Strategics Work to Support Employees, Communities & Supply Chains

Carol Ortenberg

Under careful self-scrutiny due to the spread of the novel coronavirus, food producers, regardless of size, are having to rethink their production, supply chain and distribution efforts to keep up with increased demand from consumers and retailers while balancing the safety of their employees.

Large producers, in particular, are having to change production paradigms while also answering the call to give back and assist employees and communities in need.

Safety First

Employee safety has come first for CEOs, who realize without staff, there’s no way to get products from manufacturing lines to retailers and then to consumers’ pantries.

On the company’s last quarterly earnings call on March 13, General Mills chairman and CEO Jeff Harmening told analysts the multinational brand was adjusting procedures due to its observations of the coronavirus in China. All employees who can work from home have been asked to do so until at least April 1, and entrance to manufacturing facilities has been limited. Employees who must work on site but are ill are now being offered some paid leave options in order to keep them out of the facilities.

Snack and soup producer Campbell Soup Company also noted that it is working to reduce visitors to plants and has stepped up cleaning of all lines. The company previously had onsite stores at its plants, all of which have been temporarily closed. Hershey’s has also closed its company run stores and theme park.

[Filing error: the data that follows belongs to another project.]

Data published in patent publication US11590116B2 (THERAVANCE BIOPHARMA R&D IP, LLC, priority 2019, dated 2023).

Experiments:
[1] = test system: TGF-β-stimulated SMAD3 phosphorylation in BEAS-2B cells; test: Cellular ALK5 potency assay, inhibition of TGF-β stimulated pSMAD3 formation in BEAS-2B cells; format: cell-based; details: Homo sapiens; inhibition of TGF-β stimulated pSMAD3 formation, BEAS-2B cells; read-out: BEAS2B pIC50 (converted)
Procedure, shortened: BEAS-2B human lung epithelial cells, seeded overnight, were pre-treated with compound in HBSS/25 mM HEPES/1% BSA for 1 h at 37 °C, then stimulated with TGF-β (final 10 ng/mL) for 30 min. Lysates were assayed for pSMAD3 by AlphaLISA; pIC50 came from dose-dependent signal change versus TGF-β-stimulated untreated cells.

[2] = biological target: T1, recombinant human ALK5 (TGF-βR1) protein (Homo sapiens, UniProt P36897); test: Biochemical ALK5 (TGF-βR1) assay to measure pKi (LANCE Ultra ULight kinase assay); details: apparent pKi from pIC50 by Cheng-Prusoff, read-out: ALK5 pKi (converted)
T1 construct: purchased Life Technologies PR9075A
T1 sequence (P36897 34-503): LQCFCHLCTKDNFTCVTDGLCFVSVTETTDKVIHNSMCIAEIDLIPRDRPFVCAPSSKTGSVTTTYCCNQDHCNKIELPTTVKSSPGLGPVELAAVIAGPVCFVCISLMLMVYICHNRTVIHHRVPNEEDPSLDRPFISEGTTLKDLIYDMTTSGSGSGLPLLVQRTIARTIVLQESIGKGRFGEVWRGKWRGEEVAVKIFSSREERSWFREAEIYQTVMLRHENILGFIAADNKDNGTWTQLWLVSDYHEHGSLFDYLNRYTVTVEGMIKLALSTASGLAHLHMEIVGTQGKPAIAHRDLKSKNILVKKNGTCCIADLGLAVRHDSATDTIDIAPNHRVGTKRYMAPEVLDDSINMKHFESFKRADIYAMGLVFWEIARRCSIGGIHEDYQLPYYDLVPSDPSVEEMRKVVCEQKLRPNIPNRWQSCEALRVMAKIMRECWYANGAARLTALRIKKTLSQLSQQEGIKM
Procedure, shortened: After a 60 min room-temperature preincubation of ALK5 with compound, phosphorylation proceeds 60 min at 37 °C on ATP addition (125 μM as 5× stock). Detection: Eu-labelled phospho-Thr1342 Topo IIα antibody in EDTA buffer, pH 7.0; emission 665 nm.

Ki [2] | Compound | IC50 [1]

Tyson Foods, meanwhile, first suspended all international business travel on commercial carriers in February, before adding all U.S. commercial business travel on March 13th. Employees who do travel, for business or for pleasure, may be required by the company to self-quarantine. The company has also issued a number of new policies designed to avoid illness in the workplace, including “relaxed attendance policies in our plants by eliminating any punitive effect for missing work due to illness,” waiving its waiting period for short term disability benefits, and waiving costs associated with diagnosis of the coronavirus.

Saying Thank You

Many food companies are also rewarding those employees who come to work.

In a release, Hormel Foods announced that it would provide a cash bonus to its plant-production team members. The $4 million bonus pool will be divided among both part-time and full-time employees who will receive $150 and $300, respectively.

“First and foremost, I want to recognize our incredible team of production professionals who have risen to the challenge,” Hormel chairman of the board Jim Snee noted in a company press release. “With a sense of responsibility and pride, they continue to produce food for millions of people who are in the midst of this crisis.”

Homel, he added, is currently seeing demand for many of its pantry staples including Skippy peanut butter; Hormel chili, lunch meats and meals; and Jennie-O turkey items.

Meanwhile, Danone North America noted the 2,600 hourly employees at its manufacturing sites represent close to 50% of the company’s North American workforce. All of these workers will now receive a premium on top of their base hourly pay, paid quarantine leave, and up to 80 hours of pay for childcare support for “eligible employees.”

Tyson is going one step further, looking beyond its own employees to offer its suppliers assistance in raising animals with limited staff. The company announced last friday that Tyson Fresh Meats would provide a “one time premium effective for cattle harvest the week of March 23.

“This is an unprecedented time,” the company noted in an online post. “The intent of our response is to show our support in an effort to help our supply partners weather this extraordinary situation.”

Giving Back

Almost all strategics are engaging in give-back programs for their local communities, with a balance between offering cash and product donations.